Theocratic Ministry School
Bible Reading: Genesis 25-28
If you are troubled by Jacob’s willingness to lie and deceive so as to rob his brother of his father’s blessing, remember that these men were without law.
(Romans 5:13) 13 For sin was in the world before the Law, but sin is not charged against anyone when there is no law.
There was the law that the Patriarch laid down, and he was the ultimate human authority within the clan. What existed in those days was a culture of warring tribes. Each tribe had its King; Isaac was essentially the King of his tribe. There were certain rules of conduct which were accepted as tradition and which allowed the various tribes to work together. For example, it was okay to take a man’s sister without his permission, but touch a man’s wife, and there would be bloodshed. (Gen. 26:10, 11) It seems to me that the closest parallel we have in North America is that of urban gangs. They’ll live by their own rules and respect each other’s territory following certain mutually agreed-upon though unwritten rules of conduct. Breaking one of these rules results in gang warfare.
No. 1: Genesis 25:19-34
No. 2: Those Resurrected to Rule With Christ Will Be Like Him – rs p. 335 par. 4 – p. 336, par. 2
No. 3: Abhorrent Thing—Jehovah’s View of Idolatry and Disobedience—it-1 p. 17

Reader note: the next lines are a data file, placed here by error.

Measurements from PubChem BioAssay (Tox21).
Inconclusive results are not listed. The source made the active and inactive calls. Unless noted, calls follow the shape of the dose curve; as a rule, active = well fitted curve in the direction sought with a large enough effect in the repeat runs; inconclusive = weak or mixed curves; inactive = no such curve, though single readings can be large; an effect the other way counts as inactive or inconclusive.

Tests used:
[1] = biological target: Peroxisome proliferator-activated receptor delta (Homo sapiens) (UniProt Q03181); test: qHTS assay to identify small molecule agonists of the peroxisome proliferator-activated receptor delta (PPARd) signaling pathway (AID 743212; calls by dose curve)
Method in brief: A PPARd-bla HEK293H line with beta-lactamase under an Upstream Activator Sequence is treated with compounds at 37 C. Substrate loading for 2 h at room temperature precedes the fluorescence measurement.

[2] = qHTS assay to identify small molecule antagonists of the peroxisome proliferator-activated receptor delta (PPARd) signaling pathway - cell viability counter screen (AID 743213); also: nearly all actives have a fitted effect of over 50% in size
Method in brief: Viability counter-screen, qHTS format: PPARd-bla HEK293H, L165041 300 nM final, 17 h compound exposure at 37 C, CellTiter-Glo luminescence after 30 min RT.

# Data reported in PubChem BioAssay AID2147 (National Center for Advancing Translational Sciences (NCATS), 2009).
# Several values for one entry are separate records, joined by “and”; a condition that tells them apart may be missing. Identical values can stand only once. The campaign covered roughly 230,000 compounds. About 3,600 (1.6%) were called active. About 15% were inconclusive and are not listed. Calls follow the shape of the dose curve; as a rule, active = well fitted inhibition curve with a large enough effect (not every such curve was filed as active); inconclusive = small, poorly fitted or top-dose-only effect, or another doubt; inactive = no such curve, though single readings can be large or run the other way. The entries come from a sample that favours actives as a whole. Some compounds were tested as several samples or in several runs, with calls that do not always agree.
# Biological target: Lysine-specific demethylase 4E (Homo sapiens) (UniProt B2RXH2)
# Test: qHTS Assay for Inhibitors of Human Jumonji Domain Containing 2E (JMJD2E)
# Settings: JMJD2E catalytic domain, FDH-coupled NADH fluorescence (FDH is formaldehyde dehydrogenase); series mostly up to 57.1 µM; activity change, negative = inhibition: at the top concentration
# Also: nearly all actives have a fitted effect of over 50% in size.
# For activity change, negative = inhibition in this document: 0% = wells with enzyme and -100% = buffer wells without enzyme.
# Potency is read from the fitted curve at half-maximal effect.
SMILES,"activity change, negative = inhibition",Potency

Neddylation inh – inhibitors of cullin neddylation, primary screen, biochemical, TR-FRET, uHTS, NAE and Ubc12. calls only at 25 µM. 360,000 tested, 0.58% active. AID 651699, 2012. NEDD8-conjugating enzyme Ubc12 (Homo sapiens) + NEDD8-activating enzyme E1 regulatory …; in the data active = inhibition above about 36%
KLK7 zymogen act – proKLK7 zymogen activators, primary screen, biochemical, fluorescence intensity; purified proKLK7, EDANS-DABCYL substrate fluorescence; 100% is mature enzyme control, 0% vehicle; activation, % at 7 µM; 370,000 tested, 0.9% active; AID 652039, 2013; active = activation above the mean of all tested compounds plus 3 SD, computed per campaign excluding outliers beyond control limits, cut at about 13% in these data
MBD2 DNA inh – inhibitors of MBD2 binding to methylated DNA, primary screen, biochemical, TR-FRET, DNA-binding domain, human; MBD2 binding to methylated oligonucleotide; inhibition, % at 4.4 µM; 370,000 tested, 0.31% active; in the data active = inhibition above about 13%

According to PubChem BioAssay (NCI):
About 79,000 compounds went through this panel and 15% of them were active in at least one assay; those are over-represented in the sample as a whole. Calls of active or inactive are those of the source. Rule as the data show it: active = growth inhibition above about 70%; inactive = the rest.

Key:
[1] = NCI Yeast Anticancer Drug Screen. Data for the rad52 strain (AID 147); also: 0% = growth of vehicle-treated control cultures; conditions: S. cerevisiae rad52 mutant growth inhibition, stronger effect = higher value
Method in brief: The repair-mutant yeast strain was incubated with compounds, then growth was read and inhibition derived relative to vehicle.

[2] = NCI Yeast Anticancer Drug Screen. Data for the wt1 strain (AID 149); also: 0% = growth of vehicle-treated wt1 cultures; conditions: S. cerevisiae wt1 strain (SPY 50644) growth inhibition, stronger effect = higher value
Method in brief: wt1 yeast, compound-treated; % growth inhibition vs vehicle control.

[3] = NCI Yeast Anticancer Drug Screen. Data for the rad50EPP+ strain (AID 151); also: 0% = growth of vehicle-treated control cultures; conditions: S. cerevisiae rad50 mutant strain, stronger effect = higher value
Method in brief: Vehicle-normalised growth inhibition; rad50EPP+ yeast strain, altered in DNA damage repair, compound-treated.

15 min: What Do We Learn?
Discussion of the account of Jesus with the Samaritan woman. (John 4:6-26)
A decent part where we get to discuss the Scriptures. Shame that the entire thing is slanted toward the ministry when there is so much more we could talk about here, but still, we’re reading and discussing the Scriptures directly without the “help” of a publication.
15 min: “Improving Our Skills in the Ministry—Making a Record of the Interest.”
How many times have we had a part about how to keep a good record of our calls on interested ones found in the field ministry. There is nothing intrinsically wrong with this part, but having been in the ministry for over half a century, and been on the receiving end of this type of part probably hundreds of times (I’m not using hyperbole) I know there are better ways to use our time. I have seen that brothers who are poor record keepers will continue to be so despite parts like this and those who are good ones, will be good ones. The best way to teach this is on a personal level, not from the platform. Yes, there are going to be some few who will benefit from this. One in a hundred if I’m being generous. So why not teach them personally so as not to waste the time of the other 99 and give us something truly upbuilding and Scriptural to chew on instead of “Record Keeping 101”?
[i] This is one of those instances where rather than quoting verbatim from the Hebrew Scriptures, the Christian writer is referencing the meaning or intent of the original. That they would do this and feel free to change the Word of God is understandable since it is really God doing the writing here via inspiration. That this was common practice ought to alert us to the intrepid nature of our foray into textual emendation by inserting Jehovah’s name into NT texts that don’t use it, just because they reference OT texts where it does appear.